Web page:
Four area high school football teams made the playoffs during the 2012 season, and three of those teams — Moore County, Cascade and Tullahoma — made it to the second round.
It should be no shock then that 28 of the 56 players on the 2012 Lakeway Publishers All-Area Football Team (LPAAFT) come from those three teams. And of the 56 positions that were voted on by area coaches — 28 first team and 28 second team — those 28 players from those three teams occupy 31 spots.
Moore County has eight players on the team. Tullahoma leads the list with 10 players in 13 positions, while Cascade has 10 players on the team as well.
All three of those teams also had dominant players.
Moore County had an outstanding quarterback in senior J.P. Evans, a do-everything player who made an impact on both sides of the ball. As a QB, Evans accounted for 22 touchdowns. He added one on an interception return from his linebacker spot for the Raiders, who finished 10-0 in the regular season en route to the District 9-A championship.
Evans, who rarely came off the field for the Raiders, has been named the 2012 Lakeway Publishers All-Area Football Team Player of the Year.
Cascade had a player just as influential. Creed Rose, a sophomore, ran for 2,043 yards and accounted for 22 touchdowns. The Champions, who were extremely young this season, rode the production of Rose all the way to the second round of the Class 2A playoffs before losing to Friendship Christian.
For his effort this season, Rose is the 2012 LPAAFT Offensive Player of the Year.
The 2012 LPAAFT Defensive Player of the Year — Franklin County’s Justin Campbell — may not have been a stat sheet packer like Evans and Rose, but he was just as special nonetheless. The Rebels lineman was a team leader, who helped carry the Franklin County defense.
He didn’t go unnoticed by District 8-AAA coaches either, as they named him the conference’s top defensive player.
On special teams, Shelbyville Central’s Tyler Eddings was a dangerous return man who helped the Eagles flip field position, while also returning three kicks for touchdowns. Eddings is the 2012 LPAAFT Special Teams Player of the Year.
After guiding his team to a 10-0 regular season mark, the District 9-A championship, a No. 2 state ranking and a first-round bye in the TSSAA Class 1A playoffs, Moore County head coach Scott Smith is the 2012 LPAAFT Coach of the Year.
Smith edged out Tullahoma’s John Olive for the honor. In what was thought to be a rebuilding year for Tullahoma, Olive led the inexperienced Wildcats to a 7-5 record and the second round of the Class 5A playoffs, despite having a senior quarterback who had never played the position and a seemingly endless rotation of players on the offensive line.
Moore County was well represented on this year’s all-area team, occupying more positions than Lincoln County, Coffee County, Shelbyville, Franklin County and Huntland.
While Evans was the player of the year, he was also honored as the first-team quarterback. His brother, Jack Evans, along with Chance Tharp, were named first-team offensive linemen.
Dillon Davis made the list as a first-team wide receiver and Aiden Simpson was a first-team tight end.
On the defensive side of the ball, lineman Austin Bingham made the first team, as did defensive back Matt Taggett. Moore County’s Austin Henshaw made the list as a second-team defensive lineman as well.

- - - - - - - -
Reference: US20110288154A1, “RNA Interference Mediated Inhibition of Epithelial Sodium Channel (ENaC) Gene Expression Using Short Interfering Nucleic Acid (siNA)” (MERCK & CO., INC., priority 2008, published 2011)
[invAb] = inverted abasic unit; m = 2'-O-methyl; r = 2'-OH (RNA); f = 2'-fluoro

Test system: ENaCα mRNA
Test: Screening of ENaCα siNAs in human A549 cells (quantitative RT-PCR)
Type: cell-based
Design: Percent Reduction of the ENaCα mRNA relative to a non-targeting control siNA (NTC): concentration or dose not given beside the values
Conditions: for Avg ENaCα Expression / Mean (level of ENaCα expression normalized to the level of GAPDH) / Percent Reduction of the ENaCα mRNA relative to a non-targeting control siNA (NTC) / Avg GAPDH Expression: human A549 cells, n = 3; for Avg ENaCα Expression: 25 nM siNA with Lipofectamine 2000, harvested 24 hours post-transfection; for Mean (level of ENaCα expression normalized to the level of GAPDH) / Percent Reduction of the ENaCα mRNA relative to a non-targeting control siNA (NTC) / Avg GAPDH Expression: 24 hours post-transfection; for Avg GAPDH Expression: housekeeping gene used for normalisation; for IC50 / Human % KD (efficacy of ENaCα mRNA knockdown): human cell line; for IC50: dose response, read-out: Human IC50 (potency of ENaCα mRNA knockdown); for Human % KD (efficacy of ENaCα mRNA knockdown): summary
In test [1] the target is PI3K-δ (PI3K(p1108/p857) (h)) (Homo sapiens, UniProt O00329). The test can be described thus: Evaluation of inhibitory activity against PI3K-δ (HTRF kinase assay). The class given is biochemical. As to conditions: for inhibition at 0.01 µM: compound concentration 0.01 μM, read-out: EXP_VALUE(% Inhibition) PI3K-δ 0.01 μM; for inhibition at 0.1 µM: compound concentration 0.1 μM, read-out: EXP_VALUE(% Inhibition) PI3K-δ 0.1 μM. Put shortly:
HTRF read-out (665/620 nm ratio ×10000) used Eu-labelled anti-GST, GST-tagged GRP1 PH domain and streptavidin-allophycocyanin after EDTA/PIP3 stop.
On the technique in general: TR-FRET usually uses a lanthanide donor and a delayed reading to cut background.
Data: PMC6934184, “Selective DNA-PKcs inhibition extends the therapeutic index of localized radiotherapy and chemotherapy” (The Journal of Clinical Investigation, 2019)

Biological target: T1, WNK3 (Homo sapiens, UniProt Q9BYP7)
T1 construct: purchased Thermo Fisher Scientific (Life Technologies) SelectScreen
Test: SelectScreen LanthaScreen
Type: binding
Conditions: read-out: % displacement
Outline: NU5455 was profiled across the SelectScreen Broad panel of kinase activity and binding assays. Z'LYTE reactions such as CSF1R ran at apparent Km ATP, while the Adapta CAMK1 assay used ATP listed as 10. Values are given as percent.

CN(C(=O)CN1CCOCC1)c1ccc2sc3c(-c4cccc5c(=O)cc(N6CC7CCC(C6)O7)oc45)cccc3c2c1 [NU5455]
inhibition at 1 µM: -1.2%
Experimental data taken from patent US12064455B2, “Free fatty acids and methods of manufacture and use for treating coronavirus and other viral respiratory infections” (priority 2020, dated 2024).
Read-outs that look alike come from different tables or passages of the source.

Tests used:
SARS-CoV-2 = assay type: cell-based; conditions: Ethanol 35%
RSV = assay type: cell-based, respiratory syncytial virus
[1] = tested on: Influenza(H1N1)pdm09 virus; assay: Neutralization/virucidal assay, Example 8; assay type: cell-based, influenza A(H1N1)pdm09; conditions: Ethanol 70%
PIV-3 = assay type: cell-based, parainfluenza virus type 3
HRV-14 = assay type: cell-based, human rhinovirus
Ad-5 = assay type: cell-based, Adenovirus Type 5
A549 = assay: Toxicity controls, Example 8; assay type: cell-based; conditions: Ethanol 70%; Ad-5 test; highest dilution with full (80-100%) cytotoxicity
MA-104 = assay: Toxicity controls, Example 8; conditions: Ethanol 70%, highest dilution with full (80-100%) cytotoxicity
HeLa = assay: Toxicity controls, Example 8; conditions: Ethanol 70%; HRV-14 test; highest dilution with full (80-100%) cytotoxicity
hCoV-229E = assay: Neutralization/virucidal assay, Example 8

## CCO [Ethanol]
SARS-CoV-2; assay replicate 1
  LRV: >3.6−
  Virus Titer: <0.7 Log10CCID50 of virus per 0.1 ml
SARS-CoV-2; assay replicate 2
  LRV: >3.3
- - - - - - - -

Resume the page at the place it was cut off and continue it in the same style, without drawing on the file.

For the entire 2012 Lakeway Publishers All-Area Football Team, see pages seven and eight.
Player of the Year
J.P. Evans took the reins of a young Moore County team and never turned them loose. A leader on and off the field, Evans was a TSSAA Class A Back of Year nominee. He played both sides of the ball — quarterback and linebacker — for the Raiders, rarely coming off the field. Evans expected as much from his teammates as he did himself.
He ran for 1,164 yards and he threw for 926 yards. By season’s end he had 23 total touchdowns. He converted 20 two-point conversions also.
“I just think he was the glue that held our team together,” said Moore County head coach Scott Smith. “He was not only a person that led from a verbal standpoint, but he expected such excellence from himself that it really made our team work harder together. He had a great work ethic.”
As an outside linebacker for Moore County, Evans had 49 solo tackles and 22 assists. Eleven of those tackles were behind the line of scrimmage. He also broke up five passes and returned an interception for a touchdown.
Evans, who also handled kicking duties for the Raiders, was named the District 9-A MVP as well.
Coach of the Year
For the second season in a row, Moore County’s Scott Smith is the LPAAFT Coach of the Year. Midway through the 2012 season, Smith was surprised that his Raiders still had an unblemished record. Wins over defending state champion Wayne County and defending 9-A champion Eagleville highlighted the early portion of the schedule and gave the Raiders plenty of momentum heading down the stretch.
After finishing 10-0 in regular season, Moore County earned a No. 1 seed and a first-round bye in the playoffs. Smith credited his coaching staff and strong senior leadership for the Raiders’ success.
“I think the biggest thing is that I have great assistant coaches and I have super, hardworking players,” said Smith. “At the start of this year, we were young, with only seven seniors and only two or three who had played a lot before.
“That group of seniors kind of molded together and it all came together in the perfect storm. I’ve never had a harder working team than what this year was. I think sometimes we made up for what we didn’t have in talent with hard work.
“That made it easier to coach.”
By ROBERT HOLMAN, Editor